Why use Redis for Magento?
Lets have a look at how the Magento caching (which uses the Zend_Cache library) works.
Each cache entry consists of the following information
- the cached data
- a cache key (or ID), that uniquely identifies this entry and is used to retrieve the data from the cache
- a cache lifetime, after which the cache entry expires
- zero or more cache tags
On the cache management page most of the cache tags used by Magento are listed. Depending on the modules and extensions installed there could be more or less tags, e.g. CONFIG, LAYOUT_GENERAL_CACHE_TAG, BLOCK_HTML, TRANSLATIONS, FULL_PAGE_CACHE, …3
Magento offers several different options what to use as a cache storage, and each of these storage systems is used by means of a PHP class called “cache backend”.
By default, cache data is stored in files (located in the directory var/cache/).
Another option is DB – which is not recommended as it would cause harm than good.
Memory is ideal option in this scenario,except for one problem: APC and memcached only support storing simple key-value pairs, so the cache tags are lost! This renders the whole caching rather useless, because every time we need to clear only one part of the cache, EVERY cache entry is cleared.
But, do not despair! The Zend Framework contains a solution to this problem. There is a special cache backend called Twolevels. The Twolevels backend uses a fast cache backend (i.e. APC or memcached) for the cache data, and a slow backend (i.e. files or database) for the lifetime and the cache tag information. This way we can have the best of both worlds!
Now that we use Redis – it is capable of storing keys-values as well as cache tags!!! with APC only for caching PHP complied code – And since Magento makes heavy use of cache tags, the effect is quite noticeable, depending on the number of records in the cache. During Migration I had faced issue of Magento pointing to old DB which can be avoided using the following redis cli command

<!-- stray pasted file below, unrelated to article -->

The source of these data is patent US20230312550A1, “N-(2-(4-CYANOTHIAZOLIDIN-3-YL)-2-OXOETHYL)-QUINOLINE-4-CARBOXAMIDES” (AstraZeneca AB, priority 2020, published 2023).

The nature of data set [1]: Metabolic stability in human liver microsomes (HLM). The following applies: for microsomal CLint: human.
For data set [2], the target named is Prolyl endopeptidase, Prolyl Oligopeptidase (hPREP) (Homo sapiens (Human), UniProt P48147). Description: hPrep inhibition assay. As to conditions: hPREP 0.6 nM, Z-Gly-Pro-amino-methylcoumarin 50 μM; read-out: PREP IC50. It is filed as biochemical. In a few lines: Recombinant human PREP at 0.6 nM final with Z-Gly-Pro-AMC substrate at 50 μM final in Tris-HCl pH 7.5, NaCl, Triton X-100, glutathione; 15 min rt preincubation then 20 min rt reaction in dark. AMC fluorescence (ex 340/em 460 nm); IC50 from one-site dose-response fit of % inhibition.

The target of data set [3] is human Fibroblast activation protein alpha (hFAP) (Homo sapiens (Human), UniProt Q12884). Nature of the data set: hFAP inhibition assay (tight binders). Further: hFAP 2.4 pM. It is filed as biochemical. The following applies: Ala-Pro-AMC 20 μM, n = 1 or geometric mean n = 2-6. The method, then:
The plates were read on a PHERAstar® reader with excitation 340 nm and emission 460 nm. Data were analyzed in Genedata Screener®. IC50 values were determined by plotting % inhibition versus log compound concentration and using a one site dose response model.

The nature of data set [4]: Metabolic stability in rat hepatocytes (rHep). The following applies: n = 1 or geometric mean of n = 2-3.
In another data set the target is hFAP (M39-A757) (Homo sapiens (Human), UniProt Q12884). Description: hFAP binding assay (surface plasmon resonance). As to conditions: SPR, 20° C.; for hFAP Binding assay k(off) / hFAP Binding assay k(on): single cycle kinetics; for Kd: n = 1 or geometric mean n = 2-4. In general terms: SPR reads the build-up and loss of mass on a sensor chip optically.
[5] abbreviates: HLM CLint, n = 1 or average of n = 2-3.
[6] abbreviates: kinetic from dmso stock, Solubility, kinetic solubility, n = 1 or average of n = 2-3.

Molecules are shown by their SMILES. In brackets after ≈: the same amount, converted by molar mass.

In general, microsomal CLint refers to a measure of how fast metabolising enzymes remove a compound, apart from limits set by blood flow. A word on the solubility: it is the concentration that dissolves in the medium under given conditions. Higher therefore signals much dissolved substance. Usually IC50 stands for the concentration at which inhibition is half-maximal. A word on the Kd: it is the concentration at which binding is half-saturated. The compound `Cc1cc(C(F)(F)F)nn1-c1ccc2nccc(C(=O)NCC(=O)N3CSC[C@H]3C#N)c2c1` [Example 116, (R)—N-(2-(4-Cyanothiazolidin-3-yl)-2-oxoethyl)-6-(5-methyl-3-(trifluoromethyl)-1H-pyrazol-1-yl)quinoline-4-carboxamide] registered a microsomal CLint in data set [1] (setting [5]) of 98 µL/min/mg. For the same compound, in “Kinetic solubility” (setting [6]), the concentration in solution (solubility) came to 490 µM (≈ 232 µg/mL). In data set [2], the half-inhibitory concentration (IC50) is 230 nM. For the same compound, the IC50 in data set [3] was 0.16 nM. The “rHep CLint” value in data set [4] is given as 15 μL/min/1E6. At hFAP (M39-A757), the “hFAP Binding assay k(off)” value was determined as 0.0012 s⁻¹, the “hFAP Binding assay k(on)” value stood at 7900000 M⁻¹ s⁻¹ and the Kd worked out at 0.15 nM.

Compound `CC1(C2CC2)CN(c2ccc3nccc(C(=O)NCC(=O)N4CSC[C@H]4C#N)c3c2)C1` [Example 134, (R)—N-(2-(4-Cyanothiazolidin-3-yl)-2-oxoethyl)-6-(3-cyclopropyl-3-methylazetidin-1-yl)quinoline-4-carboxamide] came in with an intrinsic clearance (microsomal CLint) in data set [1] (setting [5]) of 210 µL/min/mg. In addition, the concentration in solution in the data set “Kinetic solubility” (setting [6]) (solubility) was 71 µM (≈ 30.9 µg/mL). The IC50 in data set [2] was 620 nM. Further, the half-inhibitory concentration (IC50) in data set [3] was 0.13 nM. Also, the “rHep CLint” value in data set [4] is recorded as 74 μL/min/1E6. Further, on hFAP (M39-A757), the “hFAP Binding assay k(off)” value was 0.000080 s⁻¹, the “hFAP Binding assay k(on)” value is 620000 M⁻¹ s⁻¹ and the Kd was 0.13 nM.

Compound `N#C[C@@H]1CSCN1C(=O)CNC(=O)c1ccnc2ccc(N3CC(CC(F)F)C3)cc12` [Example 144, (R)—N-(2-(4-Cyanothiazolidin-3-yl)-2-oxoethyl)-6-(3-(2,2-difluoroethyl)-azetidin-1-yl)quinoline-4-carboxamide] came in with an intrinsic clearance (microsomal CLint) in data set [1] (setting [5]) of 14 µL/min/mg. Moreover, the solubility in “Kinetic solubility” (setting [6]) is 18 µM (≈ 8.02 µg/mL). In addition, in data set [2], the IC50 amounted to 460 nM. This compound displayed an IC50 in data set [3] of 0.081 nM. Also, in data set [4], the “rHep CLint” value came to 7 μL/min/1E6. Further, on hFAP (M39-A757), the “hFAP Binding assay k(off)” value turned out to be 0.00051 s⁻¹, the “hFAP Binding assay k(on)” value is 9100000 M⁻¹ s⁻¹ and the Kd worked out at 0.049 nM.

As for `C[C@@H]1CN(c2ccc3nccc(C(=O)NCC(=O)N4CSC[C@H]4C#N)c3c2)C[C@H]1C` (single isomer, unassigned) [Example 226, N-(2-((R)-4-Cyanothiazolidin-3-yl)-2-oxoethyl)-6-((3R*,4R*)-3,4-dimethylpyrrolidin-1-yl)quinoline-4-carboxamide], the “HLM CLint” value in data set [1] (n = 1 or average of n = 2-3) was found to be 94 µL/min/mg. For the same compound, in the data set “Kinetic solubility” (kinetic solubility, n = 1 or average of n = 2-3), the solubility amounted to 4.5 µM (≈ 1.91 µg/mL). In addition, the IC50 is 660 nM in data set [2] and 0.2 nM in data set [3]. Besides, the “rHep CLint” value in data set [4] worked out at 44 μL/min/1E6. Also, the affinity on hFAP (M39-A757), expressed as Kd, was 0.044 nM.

#redis-cli -h <IP> flushdb
Magento makes it easy to configure all this by the way – have a look at the file app/etc/local.xml.additional for further information.
Install DisableLog Magento Extension
Magento, by default for each and every request magento would put an entry on DB (which updates 5 tables). This fills up the database slowly and also gives a slightly lower pageload. And if you’re using external site-statistics-tools like GoogleAnalytics and Piwik away, this logging is pointless. Disable it using this extension.
Mysql DB Caching [Not Implemented]
query_cache_size=64M , query_cache_limit=2Mb
They have a list of settings there for my.cnf as follows:
key_buffer = 512M max_allowed_packet = 64M table_cache = 512 sort_buffer_size = 4m read_buffer_size = 4m read_rnd_buffer_size = 2m myisam_sort_buffer_size = 64m tmp_table_size = 128m query_cache_size = 96m query_cache_type = 1 thread_cache_size = 8 max_connections = 400 wait_timeout = 300
APC for PHP Opcode Cache
Following are the settings in the /etc/php/php.d/apc.ini file
extension=apc.so apc.shm_size=256M apc.num_files_hint=10000 apc.user_entries_hint=10000 apc.max_file_size=5M apc.stat=0
Find the apc.php file at /usr/share/php/apc.php and copy it into your web server root. This file will help you determine how effectively APC is working on your system and whether you need to make adjustments to the amount of RAM you make available to APC.
Apache – Enable Expires Headers
Browsers use caching extensively, and can save a lot of the elements included in a web site locally so that they can be served from the browser’s cache rather than the web server on the next request. This can help quite a bit in shortening load times. The problem is for the browser to know when a file can be served from the cache, and when not – because the local copy is outdated. To solve this issue, browsers rely on two HTTP headers, Expires and Cache-Control.
Magento’s default .htaccess file already configures these according to Yahoo’s performance recommendations (more on them below), but does not enable them by default. To enable them, all you need to do is add the following lines to your Apache server configuration (usually found in /etc/apache2/apache.conf):